§ MR. MUNDELLA
I beg to ask the First Lord of the Treasury whether, in proposing to give the large plot of ground opposite the Normal School of Science at South Kensington for a Gallery of British Art, the Government had fully considered the difficulties of interpolating an Art Gallery under an independent management between portions of the Science School and the Science Collections of the Science and Art Department, and the future requirements of the Science Museum and the extension of the Science School, especially in view of the recent great development of technical education, owing to the Local Taxation (Customs and Excise) Act of last Session, with the demand for teachers caused thereby; and whether the Government would appoint a small Committee to report on the matter? I apologise for the form in which the question appears, for which, however, I am not responsible.
§ MR. W. H. SMITH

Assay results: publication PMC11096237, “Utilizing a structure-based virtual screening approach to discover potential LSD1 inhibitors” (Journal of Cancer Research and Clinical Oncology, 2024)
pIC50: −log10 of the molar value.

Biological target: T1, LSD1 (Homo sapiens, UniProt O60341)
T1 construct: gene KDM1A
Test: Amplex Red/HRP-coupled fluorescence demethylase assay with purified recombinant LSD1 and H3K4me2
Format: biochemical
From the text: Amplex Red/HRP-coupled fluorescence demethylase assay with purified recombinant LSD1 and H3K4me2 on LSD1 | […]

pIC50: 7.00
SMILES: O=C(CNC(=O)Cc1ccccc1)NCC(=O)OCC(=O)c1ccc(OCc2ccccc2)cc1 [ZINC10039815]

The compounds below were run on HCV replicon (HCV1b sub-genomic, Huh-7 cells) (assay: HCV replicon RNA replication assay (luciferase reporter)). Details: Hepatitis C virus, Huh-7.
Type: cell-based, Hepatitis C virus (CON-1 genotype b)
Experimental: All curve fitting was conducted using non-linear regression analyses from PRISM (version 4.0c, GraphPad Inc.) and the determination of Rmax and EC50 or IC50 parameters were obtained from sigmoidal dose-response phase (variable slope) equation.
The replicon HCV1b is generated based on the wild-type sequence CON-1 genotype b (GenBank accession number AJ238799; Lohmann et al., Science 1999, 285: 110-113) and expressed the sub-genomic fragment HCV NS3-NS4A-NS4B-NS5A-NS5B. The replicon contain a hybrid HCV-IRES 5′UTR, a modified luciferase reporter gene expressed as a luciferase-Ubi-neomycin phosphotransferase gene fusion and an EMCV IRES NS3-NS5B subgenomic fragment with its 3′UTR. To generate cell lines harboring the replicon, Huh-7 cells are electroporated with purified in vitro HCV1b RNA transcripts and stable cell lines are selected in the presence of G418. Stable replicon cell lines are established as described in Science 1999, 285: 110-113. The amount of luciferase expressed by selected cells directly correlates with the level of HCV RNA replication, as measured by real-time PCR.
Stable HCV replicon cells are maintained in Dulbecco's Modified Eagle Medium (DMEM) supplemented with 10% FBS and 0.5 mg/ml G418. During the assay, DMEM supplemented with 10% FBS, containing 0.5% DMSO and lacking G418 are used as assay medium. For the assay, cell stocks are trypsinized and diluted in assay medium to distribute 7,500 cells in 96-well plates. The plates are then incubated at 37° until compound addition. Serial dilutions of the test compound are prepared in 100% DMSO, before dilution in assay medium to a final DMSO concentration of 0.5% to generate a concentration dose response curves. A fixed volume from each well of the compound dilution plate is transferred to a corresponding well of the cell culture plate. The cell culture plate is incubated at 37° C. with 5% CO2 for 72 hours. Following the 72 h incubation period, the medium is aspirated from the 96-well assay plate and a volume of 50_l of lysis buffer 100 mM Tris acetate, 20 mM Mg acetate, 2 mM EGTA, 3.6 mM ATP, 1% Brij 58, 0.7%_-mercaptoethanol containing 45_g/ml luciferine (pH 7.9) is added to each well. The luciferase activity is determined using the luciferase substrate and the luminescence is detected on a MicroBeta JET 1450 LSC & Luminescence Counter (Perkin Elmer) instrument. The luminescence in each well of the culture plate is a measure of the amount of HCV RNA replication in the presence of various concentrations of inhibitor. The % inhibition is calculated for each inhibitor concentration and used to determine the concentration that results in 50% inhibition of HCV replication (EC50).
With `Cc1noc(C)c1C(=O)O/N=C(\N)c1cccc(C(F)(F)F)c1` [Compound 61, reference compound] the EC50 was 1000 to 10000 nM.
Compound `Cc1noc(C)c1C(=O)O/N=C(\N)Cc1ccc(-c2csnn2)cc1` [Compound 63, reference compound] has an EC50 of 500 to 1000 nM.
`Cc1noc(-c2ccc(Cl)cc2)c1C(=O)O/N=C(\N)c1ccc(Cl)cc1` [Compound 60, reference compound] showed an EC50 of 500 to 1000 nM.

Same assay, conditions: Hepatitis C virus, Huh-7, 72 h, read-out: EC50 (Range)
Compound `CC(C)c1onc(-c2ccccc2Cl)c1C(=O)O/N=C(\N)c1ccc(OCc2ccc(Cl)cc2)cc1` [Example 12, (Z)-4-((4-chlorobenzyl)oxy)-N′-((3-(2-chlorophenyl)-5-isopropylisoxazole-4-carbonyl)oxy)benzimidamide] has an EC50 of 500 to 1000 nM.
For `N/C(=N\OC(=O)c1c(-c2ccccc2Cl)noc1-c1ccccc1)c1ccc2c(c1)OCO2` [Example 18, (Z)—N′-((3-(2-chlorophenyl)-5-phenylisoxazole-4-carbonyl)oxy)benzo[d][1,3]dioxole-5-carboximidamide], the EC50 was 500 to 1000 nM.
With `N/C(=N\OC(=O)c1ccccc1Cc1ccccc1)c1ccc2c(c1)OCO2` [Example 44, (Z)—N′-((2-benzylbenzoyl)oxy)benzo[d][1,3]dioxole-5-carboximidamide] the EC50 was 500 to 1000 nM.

In assigning as a site for a Gallery of British Art the plot of land opposite the Royal College of Science the Government have not overlooked the requirements, immediate or prospective, of the Science and Art Department, either in respect of its Science Collections or in respect of the additional accommodation required for the College of Science. For the Science Collections there will be available, part at once and part within a year or two, a continuous range of galleries, consisting of the present southern, western, and eastern galleries, and the cross gallery which is about to be constructed between the western and eastern galleries, thus affording more than the amount of accommodation which the Committee of 1889 considered to be necessary. Over and above this accommodation, Government has at disposal more than three acres of vacant land facing the Imperial Institute, and considerable areas besides to the 689 south of the present southern galleries. A portion of these vacant lands can be utilised for the extension of the College of Science and for future growth of the Science Collections. Additions to the College of Science must in any case take the form of a separate building, divided from the present building by Exhibition Road; and as access to the lands mentioned above from Exhibition Road will be secured by means of a corridor, the interposition of the Gallery of British Art need have no more serious effect than to increase by some 60 yards (which will be under cover) the distance between the two portions of the Science College. As the Art Gallery will be a distinct and separate building, the fact that it will be under different management need cause no greater difficulty than does the fact that the Natural History Museum is under a different management from that of the adjoining science galleries.